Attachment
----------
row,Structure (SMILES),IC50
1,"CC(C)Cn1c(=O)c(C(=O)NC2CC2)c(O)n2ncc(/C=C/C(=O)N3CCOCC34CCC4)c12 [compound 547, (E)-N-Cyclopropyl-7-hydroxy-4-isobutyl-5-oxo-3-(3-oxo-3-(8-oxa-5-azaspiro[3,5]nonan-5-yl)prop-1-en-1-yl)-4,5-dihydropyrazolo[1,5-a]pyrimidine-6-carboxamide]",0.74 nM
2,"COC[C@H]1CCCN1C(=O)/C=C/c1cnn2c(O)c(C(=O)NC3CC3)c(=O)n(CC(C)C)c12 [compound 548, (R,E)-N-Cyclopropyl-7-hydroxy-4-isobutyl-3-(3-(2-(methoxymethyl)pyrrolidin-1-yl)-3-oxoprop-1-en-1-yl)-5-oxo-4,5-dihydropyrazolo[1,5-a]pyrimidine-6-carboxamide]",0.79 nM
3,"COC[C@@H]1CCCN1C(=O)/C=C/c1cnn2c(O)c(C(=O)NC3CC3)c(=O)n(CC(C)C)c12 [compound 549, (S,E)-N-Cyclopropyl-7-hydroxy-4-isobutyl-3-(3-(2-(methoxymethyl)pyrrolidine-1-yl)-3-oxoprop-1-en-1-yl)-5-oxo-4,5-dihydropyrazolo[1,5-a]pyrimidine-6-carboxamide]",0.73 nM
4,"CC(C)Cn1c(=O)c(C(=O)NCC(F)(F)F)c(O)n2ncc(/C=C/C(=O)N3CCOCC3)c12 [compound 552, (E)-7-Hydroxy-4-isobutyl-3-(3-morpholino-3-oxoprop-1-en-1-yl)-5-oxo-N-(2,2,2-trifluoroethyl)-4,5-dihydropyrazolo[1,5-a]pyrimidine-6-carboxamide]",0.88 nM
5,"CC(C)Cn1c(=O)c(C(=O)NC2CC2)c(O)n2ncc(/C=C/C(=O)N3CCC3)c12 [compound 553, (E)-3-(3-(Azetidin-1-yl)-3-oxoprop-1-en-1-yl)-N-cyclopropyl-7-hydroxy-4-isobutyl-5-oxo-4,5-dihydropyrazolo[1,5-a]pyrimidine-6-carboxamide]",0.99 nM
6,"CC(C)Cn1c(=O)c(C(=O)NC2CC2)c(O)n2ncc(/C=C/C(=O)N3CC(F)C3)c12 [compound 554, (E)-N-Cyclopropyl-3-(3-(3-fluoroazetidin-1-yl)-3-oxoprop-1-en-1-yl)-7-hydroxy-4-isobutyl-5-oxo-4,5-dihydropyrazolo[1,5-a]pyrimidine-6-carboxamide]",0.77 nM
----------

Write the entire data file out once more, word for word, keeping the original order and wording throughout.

row,Structure (SMILES),IC50
1,"CC(C)Cn1c(=O)c(C(=O)NC2CC2)c(O)n2ncc(/C=C/C(=O)N3CCOCC34CCC4)c12 [compound 547, (E)-N-Cyclopropyl-7-hydroxy-4-isobutyl-5-oxo-3-(3-oxo-3-(8-oxa-5-azaspiro[3,5]nonan-5-yl)prop-1-en-1-yl)-4,5-dihydropyrazolo[1,5-a]pyrimidine-6-carboxamide]",0.74 nM
2,"COC[C@H]1CCCN1C(=O)/C=C/c1cnn2c(O)c(C(=O)NC3CC3)c(=O)n(CC(C)C)c12 [compound 548, (R,E)-N-Cyclopropyl-7-hydroxy-4-isobutyl-3-(3-(2-(methoxymethyl)pyrrolidin-1-yl)-3-oxoprop-1-en-1-yl)-5-oxo-4,5-dihydropyrazolo[1,5-a]pyrimidine-6-carboxamide]",0.79 nM
3,"COC[C@@H]1CCCN1C(=O)/C=C/c1cnn2c(O)c(C(=O)NC3CC3)c(=O)n(CC(C)C)c12 [compound 549, (S,E)-N-Cyclopropyl-7-hydroxy-4-isobutyl-3-(3-(2-(methoxymethyl)pyrrolidine-1-yl)-3-oxoprop-1-en-1-yl)-5-oxo-4,5-dihydropyrazolo[1,5-a]pyrimidine-6-carboxamide]",0.73 nM
4,"CC(C)Cn1c(=O)c(C(=O)NCC(F)(F)F)c(O)n2ncc(/C=C/C(=O)N3CCOCC3)c12 [compound 552, (E)-7-Hydroxy-4-isobutyl-3-(3-morpholino-3-oxoprop-1-en-1-yl)-5-oxo-N-(2,2,2-trifluoroethyl)-4,5-dihydropyrazolo[1,5-a]pyrimidine-6-carboxamide]",0.88 nM
5,"CC(C)Cn1c(=O)c(C(=O)NC2CC2)c(O)n2ncc(/C=C/C(=O)N3CCC3)c12 [compound 553, (E)-3-(3-(Azetidin-1-yl)-3-oxoprop-1-en-1-yl)-N-cyclopropyl-7-hydroxy-4-isobutyl-5-oxo-4,5-dihydropyrazolo[1,5-a]pyrimidine-6-carboxamide]",0.99 nM
6,"CC(C)Cn1c(=O)c(C(=O)NC2CC2)c(O)n2ncc(/C=C/C(=O)N3CC(F)C3)c12 [compound 554, (E)-N-Cyclopropyl-3-(3-(3-fluoroazetidin-1-yl)-3-oxoprop-1-en-1-yl)-7-hydroxy-4-isobutyl-5-oxo-4,5-dihydropyrazolo[1,5-a]pyrimidine-6-carboxamide]",0.77 nM